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Disruptie 6 november 2015

Onlangs zag ik de volgende mooie uitspraak die alles te maken heeft met ‘Disruptie”. Hij werd gedaan door Charlie Covert, vice president Customer Solutions bij UPS.

“If you don’t recognize disruptive trends and take advantage of the oppotunities they offer – and your competitors do – then your business continuity is at risk”. Een goede reden om wat over disruptie te bloggen.

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Categorieën: Disruptie

Canada-based Company Uses RFID & Logistics Practices from Industrial Supply Chains to Help Hospitals 20 januari 2015

(RFID World Canada) As RFID becomes widely adopted by private industries such as supply-chain, agriculture and retail, the healthcare industry is becoming increasingly aware of the benefits of RFID technology for its efficiency measures in tracking and tracing items.

A variety of benefits including the administration and authenticity of drugs, patient tracking, tracking of surgical supplies and hospital equipment can be made more efficient through the use of RFID technology. Due to this new wave in RFID interest, a variety of RFID-enabled solutions offered by Logi-D are being adopted by a number of hospitals and healthcare institutions.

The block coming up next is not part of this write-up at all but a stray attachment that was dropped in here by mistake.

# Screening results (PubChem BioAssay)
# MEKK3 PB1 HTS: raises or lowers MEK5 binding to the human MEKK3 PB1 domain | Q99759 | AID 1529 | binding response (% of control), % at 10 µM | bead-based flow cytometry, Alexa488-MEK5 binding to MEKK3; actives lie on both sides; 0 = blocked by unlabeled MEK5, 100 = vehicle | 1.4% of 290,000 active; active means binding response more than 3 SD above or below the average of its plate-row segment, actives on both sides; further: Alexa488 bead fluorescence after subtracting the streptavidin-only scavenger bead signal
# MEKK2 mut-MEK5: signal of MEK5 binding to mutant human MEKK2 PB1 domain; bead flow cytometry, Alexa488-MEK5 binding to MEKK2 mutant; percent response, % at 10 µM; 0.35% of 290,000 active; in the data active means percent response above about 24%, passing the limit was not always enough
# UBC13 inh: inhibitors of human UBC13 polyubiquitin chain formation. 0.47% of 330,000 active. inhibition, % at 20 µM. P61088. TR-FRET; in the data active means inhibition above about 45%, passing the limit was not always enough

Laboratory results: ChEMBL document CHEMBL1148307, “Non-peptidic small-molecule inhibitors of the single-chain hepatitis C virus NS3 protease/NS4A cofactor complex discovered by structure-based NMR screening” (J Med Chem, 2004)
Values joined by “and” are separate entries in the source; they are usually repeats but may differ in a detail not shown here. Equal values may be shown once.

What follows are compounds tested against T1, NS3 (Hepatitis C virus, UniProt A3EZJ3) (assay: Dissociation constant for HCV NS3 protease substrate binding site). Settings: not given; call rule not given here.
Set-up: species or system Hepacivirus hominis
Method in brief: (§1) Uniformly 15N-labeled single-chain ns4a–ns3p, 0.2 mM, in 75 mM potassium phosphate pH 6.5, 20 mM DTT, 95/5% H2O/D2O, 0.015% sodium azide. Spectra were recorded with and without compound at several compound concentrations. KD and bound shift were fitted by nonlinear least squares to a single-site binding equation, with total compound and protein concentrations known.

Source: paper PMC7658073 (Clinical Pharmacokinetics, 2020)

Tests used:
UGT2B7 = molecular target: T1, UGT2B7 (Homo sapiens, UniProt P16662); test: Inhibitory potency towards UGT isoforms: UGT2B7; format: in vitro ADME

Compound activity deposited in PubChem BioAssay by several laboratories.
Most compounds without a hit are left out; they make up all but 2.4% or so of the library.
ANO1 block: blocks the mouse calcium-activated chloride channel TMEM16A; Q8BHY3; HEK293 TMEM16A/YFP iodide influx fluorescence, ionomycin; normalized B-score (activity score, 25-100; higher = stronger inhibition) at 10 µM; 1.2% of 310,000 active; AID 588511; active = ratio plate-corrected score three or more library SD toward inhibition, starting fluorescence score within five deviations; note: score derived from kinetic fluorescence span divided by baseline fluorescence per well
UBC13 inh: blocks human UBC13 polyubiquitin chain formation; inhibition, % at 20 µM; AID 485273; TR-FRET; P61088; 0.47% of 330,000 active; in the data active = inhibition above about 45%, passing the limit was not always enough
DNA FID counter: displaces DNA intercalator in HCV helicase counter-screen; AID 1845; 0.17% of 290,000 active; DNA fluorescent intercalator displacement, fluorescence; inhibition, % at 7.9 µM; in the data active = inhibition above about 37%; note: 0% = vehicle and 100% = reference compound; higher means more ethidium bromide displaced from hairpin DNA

A significant number of hospitals and healthcare institutions currently ignore automated processes by using their ERP’s data modules or financial systems to manage their central inventory stories and distribution warehouses; these inefficient processes were designed for tracking and financial purposes and not for building process automation and optimization. To solve this problem, Quebec-based Logi-D have partnered with WMS providers to help hospitals manage online receiving, directed put-away & cyclical inventory and wireless picking.

Logi-D has introduced a unique RFID-enabled 2-bin replenishment system that updates data at the point-of-use by lot number and expiry date. This integration not only enables the tracking of expiry dates, lot and serial numbers for high-value and consignment items but it is also unique in its ability to do this for all supplies that would benefit from it. Supplies include those of lower value, such as IV solutions, from receiving dock to patient and with minimal human intervention.